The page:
It can be challenging to come to terms with the fact that your parents, grandparents, and other older family members are getting on in years. Observing the deterioration of someone else’s health is never a pleasant experience; nevertheless, you do not necessarily have to sit idly by and do nothing while it happens in front of your eyes. When it comes to dizziness, which is a prevalent sickness among the elderly, there are many things that you can do to assist them in better coping with the condition and, as a result, enhance their overall quality of life. Let’s go in right now.
Assist Your Loved One
When someone is feeling dizzy, such as when they stand up from a sitting position, offering them a bit of assistance can literally save their life by preventing them from tumbling down. But you may also assist them in making their house a more secure environment for themselves. Having frequent episodes of dizziness can increase the risk of falling, thus it is important to remove potential slips and falls and build grab rails.
Listen to Your Loved One
It may sound obvious, but the most effective way to begin is by paying attention to their concerns and wants. Dizziness may be debilitating and lonely since it often leaves older people frightened of falling, and this anxiety prevents them from going out or participating in activities that they once enjoyed. Simply having a conversation about it with someone who genuinely cares about them can almost instantly reduce feelings of isolation and fear.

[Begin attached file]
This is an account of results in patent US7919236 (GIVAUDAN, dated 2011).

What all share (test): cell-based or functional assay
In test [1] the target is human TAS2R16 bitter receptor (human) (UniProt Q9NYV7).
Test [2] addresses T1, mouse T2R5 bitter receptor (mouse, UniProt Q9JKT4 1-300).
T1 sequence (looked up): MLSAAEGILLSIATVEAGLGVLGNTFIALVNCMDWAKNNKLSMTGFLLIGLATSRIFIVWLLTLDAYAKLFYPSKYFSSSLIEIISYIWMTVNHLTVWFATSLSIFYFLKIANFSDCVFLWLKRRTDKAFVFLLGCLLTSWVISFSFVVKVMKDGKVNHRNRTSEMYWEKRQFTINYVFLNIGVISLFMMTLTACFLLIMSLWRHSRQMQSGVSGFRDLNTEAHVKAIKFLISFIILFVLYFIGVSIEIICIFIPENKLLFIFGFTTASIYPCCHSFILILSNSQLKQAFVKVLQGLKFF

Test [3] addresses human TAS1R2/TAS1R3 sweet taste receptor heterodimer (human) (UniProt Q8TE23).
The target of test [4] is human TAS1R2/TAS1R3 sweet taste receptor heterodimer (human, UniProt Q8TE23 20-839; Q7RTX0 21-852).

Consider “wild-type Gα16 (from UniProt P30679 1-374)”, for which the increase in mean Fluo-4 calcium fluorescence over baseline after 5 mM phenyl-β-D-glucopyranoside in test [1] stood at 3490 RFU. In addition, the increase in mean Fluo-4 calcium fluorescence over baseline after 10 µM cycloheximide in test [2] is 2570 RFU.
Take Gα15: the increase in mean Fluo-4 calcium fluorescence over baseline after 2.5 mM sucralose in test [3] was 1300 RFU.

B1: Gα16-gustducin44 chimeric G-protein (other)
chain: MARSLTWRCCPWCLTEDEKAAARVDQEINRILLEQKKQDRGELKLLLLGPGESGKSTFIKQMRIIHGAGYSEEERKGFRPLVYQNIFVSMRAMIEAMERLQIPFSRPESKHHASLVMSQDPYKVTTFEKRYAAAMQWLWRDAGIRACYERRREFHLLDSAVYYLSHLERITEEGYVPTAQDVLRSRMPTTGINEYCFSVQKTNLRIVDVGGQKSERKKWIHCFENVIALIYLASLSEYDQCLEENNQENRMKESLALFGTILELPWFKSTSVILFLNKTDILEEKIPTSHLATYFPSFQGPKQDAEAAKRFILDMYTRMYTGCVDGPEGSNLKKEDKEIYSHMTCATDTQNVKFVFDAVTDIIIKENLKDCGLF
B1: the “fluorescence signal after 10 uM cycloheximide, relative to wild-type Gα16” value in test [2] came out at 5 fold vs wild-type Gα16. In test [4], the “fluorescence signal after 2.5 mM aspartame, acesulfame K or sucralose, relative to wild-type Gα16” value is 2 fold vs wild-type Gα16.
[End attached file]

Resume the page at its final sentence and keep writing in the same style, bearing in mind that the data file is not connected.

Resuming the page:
Inner ear dysfunction is a prevalent source of dizziness. Although accidents and infections are common causes of such damage, aging itself can also play a role, especially in the case of the elderly. Make an appointment for your friend or family member to get their hearing and balance checked, and offer to go with them to provide emotional support. For head-ups, when a patient goes to their primary care doctor complaining of dizziness, the first thing the doctor will do is ask them about their symptoms and meds, and then the patient will have a physical examination. During this portion of the exam, your loved one doctor will evaluate how they walk, how well they keep their balance, and how well the major nerves in their nervous system are functioning. Your loved one might also need to get their hearing checked and their balance checked, including the following:
- Eye movements test.
- Examination of head movement.
- Examination of a rotary chair.
In addition, you can have blood tests performed to look for signs of infection as well as other examinations to examine the health of your heart and blood vessels.
Both dizziness and weakness in the muscles might put a person at risk of falling. It is essential to maintain one’s physical fitness and overall health as one gets older. Strengthening their muscles with activities such as going on walks, walking their dogs, or doing yoga can all be beneficial. Therefore, if they do experience feelings of vertigo, they will be better able to keep themselves from falling.